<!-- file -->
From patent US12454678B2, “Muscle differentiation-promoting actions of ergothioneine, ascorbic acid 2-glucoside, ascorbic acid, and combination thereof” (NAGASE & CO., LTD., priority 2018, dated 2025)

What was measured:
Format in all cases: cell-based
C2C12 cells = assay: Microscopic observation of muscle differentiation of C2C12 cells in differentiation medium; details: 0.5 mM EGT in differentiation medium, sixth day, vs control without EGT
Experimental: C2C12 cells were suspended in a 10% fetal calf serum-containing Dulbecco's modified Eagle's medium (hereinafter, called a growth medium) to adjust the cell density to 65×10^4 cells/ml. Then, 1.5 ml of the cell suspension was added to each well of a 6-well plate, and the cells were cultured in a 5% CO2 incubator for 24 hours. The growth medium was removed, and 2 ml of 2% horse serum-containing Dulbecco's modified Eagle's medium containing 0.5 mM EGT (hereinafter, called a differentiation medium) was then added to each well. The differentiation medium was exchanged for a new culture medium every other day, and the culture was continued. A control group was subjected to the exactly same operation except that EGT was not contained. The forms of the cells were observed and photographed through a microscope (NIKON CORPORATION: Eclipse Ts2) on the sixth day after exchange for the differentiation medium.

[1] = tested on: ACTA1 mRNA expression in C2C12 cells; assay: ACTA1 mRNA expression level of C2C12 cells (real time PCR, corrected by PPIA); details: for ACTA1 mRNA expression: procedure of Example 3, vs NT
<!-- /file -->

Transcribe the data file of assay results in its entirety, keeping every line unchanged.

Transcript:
From patent US12454678B2, “Muscle differentiation-promoting actions of ergothioneine, ascorbic acid 2-glucoside, ascorbic acid, and combination thereof” (NAGASE & CO., LTD., priority 2018, dated 2025)

What was measured:
Format in all cases: cell-based
C2C12 cells = assay: Microscopic observation of muscle differentiation of C2C12 cells in differentiation medium; details: 0.5 mM EGT in differentiation medium, sixth day, vs control without EGT
Experimental: C2C12 cells were suspended in a 10% fetal calf serum-containing Dulbecco's modified Eagle's medium (hereinafter, called a growth medium) to adjust the cell density to 65×10^4 cells/ml. Then, 1.5 ml of the cell suspension was added to each well of a 6-well plate, and the cells were cultured in a 5% CO2 incubator for 24 hours. The growth medium was removed, and 2 ml of 2% horse serum-containing Dulbecco's modified Eagle's medium containing 0.5 mM EGT (hereinafter, called a differentiation medium) was then added to each well. The differentiation medium was exchanged for a new culture medium every other day, and the culture was continued. A control group was subjected to the exactly same operation except that EGT was not contained. The forms of the cells were observed and photographed through a microscope (NIKON CORPORATION: Eclipse Ts2) on the sixth day after exchange for the differentiation medium.

[1] = tested on: ACTA1 mRNA expression in C2C12 cells; assay: ACTA1 mRNA expression level of C2C12 cells (real time PCR, corrected by PPIA); details: for ACTA1 mRNA expression: procedure of Example 3, vs NT